Food Allergen Labeling
All food labels now must clearly state if a product contains any ingredients with protein derived from the eight major allergenic foods. Under the Food Allergen Labeling and Consumer Protection Act of 2004 (FALCPA), manufacturers are required to identify in plain English the presence of ingredients that contain protein derived from milk, eggs, fish, crustacean shellfish, tree nuts, peanuts, wheat, or soybeans in the list of ingredients or to say “contains” followed by name of the source of the food allergen after or adjacent to the list of ingredients. It is estimated that 2% of adults and about 5% of infants and young children in the United States have food allergies. Approximately 30,000 consumers require emergency department treatment, and 150 Americans die each year because of allergic reactions to food. “The eight major food allergens account for 90% of all documented food allergic reactions, and some reactions may be severe or life threatening,” said Robert E. Brackett, Ph.D., director of the Food and Drug Administration's Center for Food Safety and Applied Nutrition. The statute, however, does not require manufacturers or retailers to relabel or remove products that don't have the labeling because they were labeled before the effective date. For that reason, there will be a period of time where consumers will see packaged food on store shelves and in their homes without the revised allergen labeling, the FDA cautioned.
Rural Access to Part B Drugs
Access problems may prevent rural providers from participating in the new Competitive Acquisition Program (CAP) for Part B drugs and biologicals, Joan Sokolovsky, a senior analyst with the Medicare Payment Advisory Commission (MedPAC), said at a commission meeting last month. Physicians who elect to participate in the program will obtain drugs from a preselected list of vendors, who in turn will take on the responsibility of billing Medicare for the drugs and collecting coinsurance or deductibles from patients. Under CAP rules, drugs must be delivered to the facility where they will be administered. Chemotherapy in rural areas, however, is delivered through satellite facilities, where “sometimes drugs cannot be mixed,” Ms. Sokolovsky said. In a recommendation, MedPAC said that the Health and Human Services department should allow an exception to these delivery rules for rural satellite offices of providers.
Better Coordination for Medicare
Most Medicare beneficiaries see multiple physicians, pointing to a need for better care coordination, MedPAC research director Karen Milgate indicated at a commission meeting last month. Seeing multiple physicians puts beneficiaries at greater risk for duplication of services, increases the potential for adverse events, and may also increase health care costs, she said. In sampling inpatient, outpatient and physician supplier file claims from 2003, with various combinations of diabetes, coronary artery disease, and congestive heart failure, “we found that on average beneficiaries see five physicians. Those in our chronic condition groups on average saw seven physicians. And then, when we looked at those with all three conditions on average they saw 13 physicians” in 1 year, she said. Analysts also looked at the percentage of a patient's care that was billed to one physician. For patients with three conditions, only 25% had half or more of their care billed by one physician, “which of course means that they're seeing multiple physicians,” she said.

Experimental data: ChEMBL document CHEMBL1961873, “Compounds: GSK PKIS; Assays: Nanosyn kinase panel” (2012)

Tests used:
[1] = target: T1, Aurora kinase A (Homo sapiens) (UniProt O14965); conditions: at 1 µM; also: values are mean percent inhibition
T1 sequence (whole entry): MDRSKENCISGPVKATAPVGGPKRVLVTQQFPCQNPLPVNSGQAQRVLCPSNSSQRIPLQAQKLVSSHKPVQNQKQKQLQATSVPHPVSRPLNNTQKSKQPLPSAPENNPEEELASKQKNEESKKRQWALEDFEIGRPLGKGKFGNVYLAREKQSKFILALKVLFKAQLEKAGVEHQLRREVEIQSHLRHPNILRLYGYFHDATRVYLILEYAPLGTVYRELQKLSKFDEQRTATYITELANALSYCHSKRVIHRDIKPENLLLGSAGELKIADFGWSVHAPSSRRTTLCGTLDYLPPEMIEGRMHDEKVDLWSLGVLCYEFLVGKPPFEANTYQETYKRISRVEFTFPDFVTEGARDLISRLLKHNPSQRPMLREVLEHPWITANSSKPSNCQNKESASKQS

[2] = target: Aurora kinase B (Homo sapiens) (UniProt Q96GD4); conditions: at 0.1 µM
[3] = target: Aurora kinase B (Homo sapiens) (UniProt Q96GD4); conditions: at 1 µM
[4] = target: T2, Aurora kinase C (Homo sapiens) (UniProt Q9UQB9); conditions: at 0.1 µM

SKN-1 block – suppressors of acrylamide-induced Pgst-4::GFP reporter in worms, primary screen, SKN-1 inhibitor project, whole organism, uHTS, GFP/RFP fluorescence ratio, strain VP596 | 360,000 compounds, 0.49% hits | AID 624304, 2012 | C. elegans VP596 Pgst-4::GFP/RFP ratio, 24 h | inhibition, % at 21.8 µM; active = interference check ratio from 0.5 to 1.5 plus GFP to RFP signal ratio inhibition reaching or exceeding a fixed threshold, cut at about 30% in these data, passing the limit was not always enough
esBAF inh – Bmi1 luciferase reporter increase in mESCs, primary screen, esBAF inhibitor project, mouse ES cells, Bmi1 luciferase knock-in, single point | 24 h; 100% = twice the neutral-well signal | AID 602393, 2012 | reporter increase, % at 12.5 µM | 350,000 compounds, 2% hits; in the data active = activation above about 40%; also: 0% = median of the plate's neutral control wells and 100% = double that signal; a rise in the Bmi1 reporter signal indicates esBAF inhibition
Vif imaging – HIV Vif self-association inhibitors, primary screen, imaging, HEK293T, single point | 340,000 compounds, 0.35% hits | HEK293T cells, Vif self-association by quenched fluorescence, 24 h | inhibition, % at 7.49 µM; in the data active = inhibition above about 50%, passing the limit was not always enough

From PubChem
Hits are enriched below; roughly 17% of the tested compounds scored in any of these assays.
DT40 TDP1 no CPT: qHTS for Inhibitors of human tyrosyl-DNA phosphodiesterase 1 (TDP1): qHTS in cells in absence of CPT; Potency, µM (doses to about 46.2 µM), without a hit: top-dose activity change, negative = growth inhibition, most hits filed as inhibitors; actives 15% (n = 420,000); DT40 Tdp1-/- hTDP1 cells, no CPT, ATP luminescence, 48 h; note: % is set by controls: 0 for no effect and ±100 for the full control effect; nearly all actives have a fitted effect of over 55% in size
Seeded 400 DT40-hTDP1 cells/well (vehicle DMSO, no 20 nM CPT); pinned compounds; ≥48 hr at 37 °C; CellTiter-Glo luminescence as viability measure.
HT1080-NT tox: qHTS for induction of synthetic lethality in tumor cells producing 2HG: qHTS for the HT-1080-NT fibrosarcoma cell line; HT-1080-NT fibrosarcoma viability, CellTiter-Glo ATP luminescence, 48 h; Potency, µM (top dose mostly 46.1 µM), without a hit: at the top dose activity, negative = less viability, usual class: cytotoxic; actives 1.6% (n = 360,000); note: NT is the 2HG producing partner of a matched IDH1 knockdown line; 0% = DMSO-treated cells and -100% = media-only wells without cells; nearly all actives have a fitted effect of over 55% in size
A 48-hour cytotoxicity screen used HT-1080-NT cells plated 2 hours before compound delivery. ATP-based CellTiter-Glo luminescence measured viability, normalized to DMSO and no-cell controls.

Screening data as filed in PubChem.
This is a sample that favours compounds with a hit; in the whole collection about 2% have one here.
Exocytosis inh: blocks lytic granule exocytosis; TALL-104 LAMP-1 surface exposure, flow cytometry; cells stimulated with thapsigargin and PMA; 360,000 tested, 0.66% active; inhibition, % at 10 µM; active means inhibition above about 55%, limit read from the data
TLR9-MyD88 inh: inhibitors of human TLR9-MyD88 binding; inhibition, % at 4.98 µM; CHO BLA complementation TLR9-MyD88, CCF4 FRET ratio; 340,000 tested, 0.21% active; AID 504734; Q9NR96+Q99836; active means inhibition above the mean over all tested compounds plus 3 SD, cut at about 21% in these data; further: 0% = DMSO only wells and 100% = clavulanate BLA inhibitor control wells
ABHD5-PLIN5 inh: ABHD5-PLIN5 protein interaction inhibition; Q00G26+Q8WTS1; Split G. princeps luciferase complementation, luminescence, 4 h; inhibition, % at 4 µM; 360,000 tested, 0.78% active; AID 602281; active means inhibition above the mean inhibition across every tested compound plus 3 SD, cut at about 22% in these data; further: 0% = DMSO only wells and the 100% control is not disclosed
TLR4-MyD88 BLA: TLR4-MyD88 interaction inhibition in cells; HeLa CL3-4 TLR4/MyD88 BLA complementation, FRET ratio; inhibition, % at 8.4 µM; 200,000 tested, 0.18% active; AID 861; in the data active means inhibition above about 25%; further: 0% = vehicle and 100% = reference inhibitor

P4P: Not Local Yet
Despite the national buzz over pay for performance and the interest in Congress, such initiatives have yet to catch on in many local communities, the Center for Studying Health System Change reported in a study. “While there's been plenty of buzz about pay for performance as a way to improve health care quality, the reality is that these initiatives are off to a slow start in many communities,” said HSC President Paul B. Ginsburg, Ph.D. The study was based on site visits to 12 nationally representative communities: Boston; Cleveland; Greenville, S.C.; Indianapolis; Lansing, Mich.; Little Rock, Ark.; Miami; northern New Jersey; Orange County, Calif.; Phoenix; Seattle; and Syracuse, N.Y. Of these communities, only two, Orange County and Boston, had significant physician pay-for-performance programs. In the other communities, where to date almost no physicians had received quality-related payments, physician attitudes ranged from skeptical to hostile, according to study results.
Retiree Drug Coverage Continues
In a survey of 300 of the nation's largest private-sector employers, almost four in five (79%) said they would accept government subsidies to continue to provide retiree drug coverage, comparable with Medicare, when the new drug benefit started this month, according to a study by the Kaiser Family Foundation and Hewitt Associates. Another 10% will provide some drug coverage to supplement the new benefit. Only 9% said they planned to stop offering drug coverage to Medicare-eligible retirees. Firms accepting the retiree drug subsidy were less certain about whether they would continue to take this approach in future years, according to survey results. Among those firms that will accept the subsidy in 2006, about four in five (82%) said they were “very” or “somewhat” likely to accept the subsidy again in 2007. Looking ahead to 2010, only half (50%) said they were likely to maintain coverage and accept the subsidy, while 22% said they were unlikely to do so, and 28% said they didn't know.